All contractors need to consider the IR35 issue.
This article explains what it is and how it affects contractors.
What is IR35?
“IR35” is a piece of tax legislation announced in 1999, which took effect from
The legislation means that the Revenue can tax some contractors as though they
are employees of their clients.
Contractors caught by IR35 pay significantly more tax reducing their take home pay by up to 25%.
Why did the government introduce IR35?
HMRC’s intention was to tackle tax and National Insurance (NIC)
avoidance schemes through the use of intermediaries, such as Partnerships or
Personal Services Companies (PSC).
Contractors caught by IR35 pay significantly more tax..
Contractors often use the Limited Company as a PSC to obtain work either direct
from an end client or via an agency.
The Revenue’s view was that a large number of IT Consultants, Engineers,
non-executive directors and “one man band companies” were often treated as
self-employed when in fact they should have been treated as employees of the
end Client. This was based on the terms and conditions that the Contractors
The Revenue argued that if the agency or the PSC were removed, a large number
of contractors would really be “disguised employees” who should be included on
the client payroll and have tax and NIC deducted each month.
The Government announced the “rule changes” which would take effect from 6
April 2000. The first reporting and payments would be due from 19 April 2001.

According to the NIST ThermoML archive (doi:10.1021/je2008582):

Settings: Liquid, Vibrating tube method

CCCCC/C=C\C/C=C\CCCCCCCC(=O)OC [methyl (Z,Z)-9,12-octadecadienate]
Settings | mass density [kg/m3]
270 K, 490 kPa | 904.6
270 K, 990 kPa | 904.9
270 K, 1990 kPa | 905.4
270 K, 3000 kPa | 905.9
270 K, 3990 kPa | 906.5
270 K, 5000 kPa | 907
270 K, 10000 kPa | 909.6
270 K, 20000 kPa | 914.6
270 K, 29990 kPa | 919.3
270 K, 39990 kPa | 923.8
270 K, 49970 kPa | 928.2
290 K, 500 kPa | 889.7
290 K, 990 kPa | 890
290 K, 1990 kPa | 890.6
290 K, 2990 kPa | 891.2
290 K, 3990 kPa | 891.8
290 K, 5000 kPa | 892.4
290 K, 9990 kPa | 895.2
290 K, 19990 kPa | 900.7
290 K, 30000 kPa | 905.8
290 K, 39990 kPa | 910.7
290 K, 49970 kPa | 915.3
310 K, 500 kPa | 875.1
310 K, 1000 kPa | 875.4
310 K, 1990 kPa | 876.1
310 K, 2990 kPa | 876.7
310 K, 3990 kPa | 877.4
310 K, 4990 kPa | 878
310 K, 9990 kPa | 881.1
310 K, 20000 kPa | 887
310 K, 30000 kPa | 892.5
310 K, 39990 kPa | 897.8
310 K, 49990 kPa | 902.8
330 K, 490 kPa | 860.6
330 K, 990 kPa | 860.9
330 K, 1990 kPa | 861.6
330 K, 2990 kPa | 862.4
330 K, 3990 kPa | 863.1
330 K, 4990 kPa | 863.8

Does IR35 affect all contractors?
Yes, in the sense that all contractors need to consider IR35 and take action to protect themselves from it.
However, not all contractors are caught by IR35.
Determining whether you are caught by IR35, (or being ‘inside
IR35’) depends on a number of factors. It is not entirely objective whether a
contractor is caught and depends on the terms and conditions in the contract,
together with the contractors working arrangements.
Being inside or outside IR35 is not a black and white issue. Estimates are that
20% of contractors are definitely inside IR35, 20% are definitely outside and
the rest are in a grey area in the middle.
How can contractors determine if they are caught?
The law for tax and social security legislation does not define 'employment' and 'self-employment'. Over the years Courts have considered the issue and their guidance on this issue is known as IR35 case law.
To determine your IR35 status it is best to seek expert IR35 advice and have your
contract and working arrangements reviewed by an expert.
What happens if you are caught?
If you are “caught by IR35”, then all fees are considered “deemed salary”
through your PSC and Tax and NIC will need to be deducted similar to an
A contractor caught by IR35 will typically receive 20 percent less in their pocket each
month than a contractor who falls outside IR35.
The financial impact of IR35 is significant for the contractor, since those caught by IR35 pay significantly more tax.
A contractor caught by IR35 will typically receive 20% less in their pocket each
month than a contractor who falls outside IR35. For a contractor on £40 per
hour this equates to around £800 per month.
You can get an accurate estimation of how much it would cost you using our IR35 Calculator
Published: Monday, July 24, 2006
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